We have your back

The pandemic has made 2020 the year of working from and working out at home. With all of the makeshift home offices and at-home exercise challenges, along with fewer in-person doctor visits, protecting your back has never been more important.

According to the National Institutes of Health, 80% of Americans will experience lower back pain and discomfort during their lifetimes. The key right now is avoiding exacerbating existing back issues or creating new ones while working out or just sitting at a computer.

Pain and stiffness in the lower back that’s worse both in the morning and evening is quite prevalent in my older patients. They may complain that their pain even wakes them up at night or intensifies with too much motion during the day. It can hamper their ability to bend comfortably and do all their favorite activities. While back pain is more common in older adults, many young people also experience spinal discomfort, especially as related to exercise and sitting too long or incorrectly.

Exercises for a healthier back and spine

“Motion is lotion” for the spine, as the saying goes. This means that for people struggling with lower back pain, one of the best strategies is to maintain a regular form of exercise, even just 20 to 30 minutes a day of movement like walking or jogging.

For those looking to strengthen and protect their backs and reduce spinal pain, here are five exercises that can help:

1. Side bends: Sitting in a hard chair with your feet flat on the floor, keep one hand behind your head and, bending to the opposite side, reach the other hand toward the floor. As you lean over, tighten the muscles running along your ribs, waist and hips. Return to your original position and then do the same movement, reversing arms and direction. Repeat five times.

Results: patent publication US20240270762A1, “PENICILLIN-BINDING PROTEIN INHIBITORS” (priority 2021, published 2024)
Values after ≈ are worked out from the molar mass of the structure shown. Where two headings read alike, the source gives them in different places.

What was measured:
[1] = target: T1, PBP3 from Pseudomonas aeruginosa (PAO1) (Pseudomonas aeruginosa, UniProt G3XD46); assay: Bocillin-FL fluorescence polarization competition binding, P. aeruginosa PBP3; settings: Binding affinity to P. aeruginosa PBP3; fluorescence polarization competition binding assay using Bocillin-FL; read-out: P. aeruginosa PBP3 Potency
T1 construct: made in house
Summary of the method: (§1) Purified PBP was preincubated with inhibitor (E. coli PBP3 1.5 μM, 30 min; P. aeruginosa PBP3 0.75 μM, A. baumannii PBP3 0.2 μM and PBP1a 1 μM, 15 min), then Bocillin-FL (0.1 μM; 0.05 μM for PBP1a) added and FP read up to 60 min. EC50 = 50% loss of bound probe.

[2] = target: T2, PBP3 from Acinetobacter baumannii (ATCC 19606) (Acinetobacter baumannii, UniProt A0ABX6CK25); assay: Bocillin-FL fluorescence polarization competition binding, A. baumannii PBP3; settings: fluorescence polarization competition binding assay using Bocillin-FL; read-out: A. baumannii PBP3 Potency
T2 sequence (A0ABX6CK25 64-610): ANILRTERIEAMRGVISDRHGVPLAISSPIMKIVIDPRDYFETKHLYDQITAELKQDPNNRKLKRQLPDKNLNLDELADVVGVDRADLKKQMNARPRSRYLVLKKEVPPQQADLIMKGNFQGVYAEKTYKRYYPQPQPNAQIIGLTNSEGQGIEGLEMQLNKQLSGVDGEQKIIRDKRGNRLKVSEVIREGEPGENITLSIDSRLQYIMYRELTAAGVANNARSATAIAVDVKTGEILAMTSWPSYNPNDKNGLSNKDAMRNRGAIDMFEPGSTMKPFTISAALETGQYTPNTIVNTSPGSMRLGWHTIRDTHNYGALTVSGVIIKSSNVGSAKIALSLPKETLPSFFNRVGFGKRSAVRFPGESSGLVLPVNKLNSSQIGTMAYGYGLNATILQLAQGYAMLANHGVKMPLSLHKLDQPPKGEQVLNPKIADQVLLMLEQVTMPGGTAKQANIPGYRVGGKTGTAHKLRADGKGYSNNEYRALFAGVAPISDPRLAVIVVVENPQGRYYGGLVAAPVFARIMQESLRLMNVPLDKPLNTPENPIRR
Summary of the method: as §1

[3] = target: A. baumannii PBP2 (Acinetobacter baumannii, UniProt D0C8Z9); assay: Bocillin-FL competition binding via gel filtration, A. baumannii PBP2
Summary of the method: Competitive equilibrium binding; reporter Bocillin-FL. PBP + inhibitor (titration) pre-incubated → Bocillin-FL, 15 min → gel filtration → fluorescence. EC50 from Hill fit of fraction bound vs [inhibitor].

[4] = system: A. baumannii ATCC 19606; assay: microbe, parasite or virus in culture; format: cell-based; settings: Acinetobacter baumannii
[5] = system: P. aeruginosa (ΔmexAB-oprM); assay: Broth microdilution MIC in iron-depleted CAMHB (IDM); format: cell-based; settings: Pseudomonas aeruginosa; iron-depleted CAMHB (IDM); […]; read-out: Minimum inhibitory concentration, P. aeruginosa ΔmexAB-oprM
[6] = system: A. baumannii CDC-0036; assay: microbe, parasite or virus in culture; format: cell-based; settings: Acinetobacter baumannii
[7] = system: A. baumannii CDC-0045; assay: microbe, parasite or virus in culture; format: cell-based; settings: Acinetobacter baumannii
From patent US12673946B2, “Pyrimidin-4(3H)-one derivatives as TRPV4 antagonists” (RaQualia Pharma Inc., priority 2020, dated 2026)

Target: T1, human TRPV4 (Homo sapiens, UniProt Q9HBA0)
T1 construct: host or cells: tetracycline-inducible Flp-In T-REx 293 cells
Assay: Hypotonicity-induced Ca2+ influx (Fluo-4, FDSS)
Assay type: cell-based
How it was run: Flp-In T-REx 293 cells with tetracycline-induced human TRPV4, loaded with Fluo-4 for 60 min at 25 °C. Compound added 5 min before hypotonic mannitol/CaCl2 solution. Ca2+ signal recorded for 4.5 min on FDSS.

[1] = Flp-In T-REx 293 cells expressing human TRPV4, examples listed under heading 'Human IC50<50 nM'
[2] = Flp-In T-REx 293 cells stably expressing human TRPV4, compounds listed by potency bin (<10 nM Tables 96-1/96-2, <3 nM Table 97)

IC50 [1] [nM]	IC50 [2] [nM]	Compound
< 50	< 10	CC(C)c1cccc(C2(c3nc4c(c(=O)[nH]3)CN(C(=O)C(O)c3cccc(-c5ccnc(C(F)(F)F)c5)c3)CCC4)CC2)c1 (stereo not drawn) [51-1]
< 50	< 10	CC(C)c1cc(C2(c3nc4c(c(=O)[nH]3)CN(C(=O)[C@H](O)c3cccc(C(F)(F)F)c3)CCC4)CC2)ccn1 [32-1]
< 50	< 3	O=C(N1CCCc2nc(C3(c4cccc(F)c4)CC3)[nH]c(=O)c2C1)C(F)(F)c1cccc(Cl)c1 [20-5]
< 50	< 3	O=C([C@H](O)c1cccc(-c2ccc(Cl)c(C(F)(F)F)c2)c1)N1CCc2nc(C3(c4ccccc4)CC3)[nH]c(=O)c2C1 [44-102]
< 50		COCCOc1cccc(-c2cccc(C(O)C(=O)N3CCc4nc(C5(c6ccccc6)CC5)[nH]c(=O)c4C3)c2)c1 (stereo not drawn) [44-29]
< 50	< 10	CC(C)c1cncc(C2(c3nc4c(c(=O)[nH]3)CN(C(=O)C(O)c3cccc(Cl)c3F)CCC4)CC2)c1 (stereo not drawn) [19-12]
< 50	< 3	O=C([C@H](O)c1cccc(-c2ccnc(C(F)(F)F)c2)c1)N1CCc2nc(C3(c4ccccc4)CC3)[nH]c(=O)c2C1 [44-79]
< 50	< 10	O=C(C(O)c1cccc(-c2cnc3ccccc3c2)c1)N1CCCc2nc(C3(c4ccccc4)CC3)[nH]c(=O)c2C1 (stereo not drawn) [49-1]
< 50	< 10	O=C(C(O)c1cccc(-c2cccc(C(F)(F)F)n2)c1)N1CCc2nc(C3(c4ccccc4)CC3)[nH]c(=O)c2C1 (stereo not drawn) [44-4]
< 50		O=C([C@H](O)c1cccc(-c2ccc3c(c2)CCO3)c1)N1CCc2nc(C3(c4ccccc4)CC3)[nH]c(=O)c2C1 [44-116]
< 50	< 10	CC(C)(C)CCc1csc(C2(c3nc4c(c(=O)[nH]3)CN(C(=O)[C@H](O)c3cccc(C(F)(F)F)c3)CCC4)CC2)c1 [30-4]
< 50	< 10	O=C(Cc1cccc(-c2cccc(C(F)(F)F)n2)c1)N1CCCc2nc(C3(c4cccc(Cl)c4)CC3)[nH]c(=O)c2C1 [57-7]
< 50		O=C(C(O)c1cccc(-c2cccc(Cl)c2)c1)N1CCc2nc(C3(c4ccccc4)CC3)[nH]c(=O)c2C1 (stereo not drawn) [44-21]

2. Bridges: Lying flat on your back on the floor, bend your knees and place feet flat against the floor. Tighten abdominal core muscles, raising your hips until your pelvis forms a straight line between your knees and chest. Avoid arching your back. Hold for three breaths, then lower your pelvis to the floor. Repeat five times.

3. Pelvic tilts: Lying on your back on the floor, with legs straight in front of you, tilt your pelvis in toward your chest while keeping the middle of your back on the floor. Hold for three seconds and release. Repeat 10 times.

4. Knee pulls: While standing and steadying yourself at a nearby table, slowly bend one knee and pull it up to hip level, holding for several seconds. Then lower and do this with the other leg. Repeat five times.

5. Supermans: Lying face down on the floor with your arms stretched out in front of you — like Superman — raise your head, right arm and left leg about two inches at the same time. Lower and repeat the same movement on the opposite side. Repeat five times.

Pain relief and prevention

Since most cases of back pain can be attributed to mechanical causes — meaning the ache is not caused by infection, fracture or other serious medical problems — exercise is often the missing link that can help resolve the pain.

We remind our patients of all ages that exercise is essential for maintaining bodily health and preventing back pain. Exercises, including those recommended here can both alleviate existing issues with back pain and prevent new cases from occurring.

Kaliq Chang, M.D., is an interventional pain management specialist, double board-certified in interventional pain management and anesthesiology, at Atlantic Spine Center, a nationally recognized leader for endoscopic spine surgery with several locations in New York City and New Jersey. For more, visit atlanticspinecenter.com.

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